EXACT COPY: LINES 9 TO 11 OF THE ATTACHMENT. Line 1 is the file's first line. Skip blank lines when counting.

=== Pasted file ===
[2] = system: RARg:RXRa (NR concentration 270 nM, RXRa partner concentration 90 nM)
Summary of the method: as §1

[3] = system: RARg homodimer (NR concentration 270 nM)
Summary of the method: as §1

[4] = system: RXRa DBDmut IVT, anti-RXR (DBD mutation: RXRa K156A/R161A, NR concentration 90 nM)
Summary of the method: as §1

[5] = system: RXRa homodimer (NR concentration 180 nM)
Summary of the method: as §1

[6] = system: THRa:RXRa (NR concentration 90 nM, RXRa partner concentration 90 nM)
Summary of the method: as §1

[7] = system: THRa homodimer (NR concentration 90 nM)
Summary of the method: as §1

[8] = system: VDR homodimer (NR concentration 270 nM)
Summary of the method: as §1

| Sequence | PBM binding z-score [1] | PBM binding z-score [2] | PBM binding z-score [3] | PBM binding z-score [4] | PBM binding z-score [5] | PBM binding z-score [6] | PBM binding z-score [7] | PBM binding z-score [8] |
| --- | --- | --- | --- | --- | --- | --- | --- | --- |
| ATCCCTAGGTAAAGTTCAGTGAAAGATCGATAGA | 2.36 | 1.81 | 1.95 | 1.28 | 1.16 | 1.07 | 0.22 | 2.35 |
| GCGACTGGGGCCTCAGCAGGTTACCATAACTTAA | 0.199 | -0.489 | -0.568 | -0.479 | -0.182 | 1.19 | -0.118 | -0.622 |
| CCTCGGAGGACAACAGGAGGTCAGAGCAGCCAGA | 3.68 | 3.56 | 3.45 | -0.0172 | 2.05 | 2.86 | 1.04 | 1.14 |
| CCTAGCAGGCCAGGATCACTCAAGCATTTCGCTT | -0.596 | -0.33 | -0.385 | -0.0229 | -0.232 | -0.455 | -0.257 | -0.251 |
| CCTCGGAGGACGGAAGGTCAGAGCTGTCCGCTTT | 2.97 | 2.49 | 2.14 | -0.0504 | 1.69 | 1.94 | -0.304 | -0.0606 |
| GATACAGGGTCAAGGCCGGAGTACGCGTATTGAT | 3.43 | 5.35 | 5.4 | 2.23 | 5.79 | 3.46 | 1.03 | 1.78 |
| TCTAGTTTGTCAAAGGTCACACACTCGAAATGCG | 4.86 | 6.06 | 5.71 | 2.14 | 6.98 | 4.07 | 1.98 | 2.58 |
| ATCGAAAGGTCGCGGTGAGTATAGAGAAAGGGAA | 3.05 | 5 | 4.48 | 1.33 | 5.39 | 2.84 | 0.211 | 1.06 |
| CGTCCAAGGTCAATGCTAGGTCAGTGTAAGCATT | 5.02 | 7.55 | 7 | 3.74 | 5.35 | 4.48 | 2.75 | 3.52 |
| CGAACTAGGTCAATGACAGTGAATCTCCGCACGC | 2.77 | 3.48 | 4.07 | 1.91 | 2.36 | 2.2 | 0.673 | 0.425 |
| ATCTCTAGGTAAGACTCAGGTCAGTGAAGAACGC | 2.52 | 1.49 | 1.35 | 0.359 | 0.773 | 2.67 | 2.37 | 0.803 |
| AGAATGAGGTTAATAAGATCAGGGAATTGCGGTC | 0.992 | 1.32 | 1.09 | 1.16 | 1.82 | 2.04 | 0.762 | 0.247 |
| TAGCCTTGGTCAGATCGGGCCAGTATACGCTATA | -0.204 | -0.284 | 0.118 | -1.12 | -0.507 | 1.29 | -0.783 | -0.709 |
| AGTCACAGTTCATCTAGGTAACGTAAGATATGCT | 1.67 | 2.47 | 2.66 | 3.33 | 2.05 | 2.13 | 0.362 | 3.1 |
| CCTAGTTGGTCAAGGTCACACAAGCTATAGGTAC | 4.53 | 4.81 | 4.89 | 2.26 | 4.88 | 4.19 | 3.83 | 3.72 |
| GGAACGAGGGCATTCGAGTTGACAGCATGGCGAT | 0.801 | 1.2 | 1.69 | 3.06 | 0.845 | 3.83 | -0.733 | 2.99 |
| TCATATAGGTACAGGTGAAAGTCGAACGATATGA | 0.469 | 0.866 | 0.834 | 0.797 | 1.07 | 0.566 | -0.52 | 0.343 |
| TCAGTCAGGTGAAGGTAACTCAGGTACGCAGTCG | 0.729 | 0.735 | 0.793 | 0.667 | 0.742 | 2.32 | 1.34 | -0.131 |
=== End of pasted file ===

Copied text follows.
[6] = system: THRa:RXRa (NR concentration 90 nM, RXRa partner concentration 90 nM)
Summary of the method: as §1

[7] = system: THRa homodimer (NR concentration 90 nM)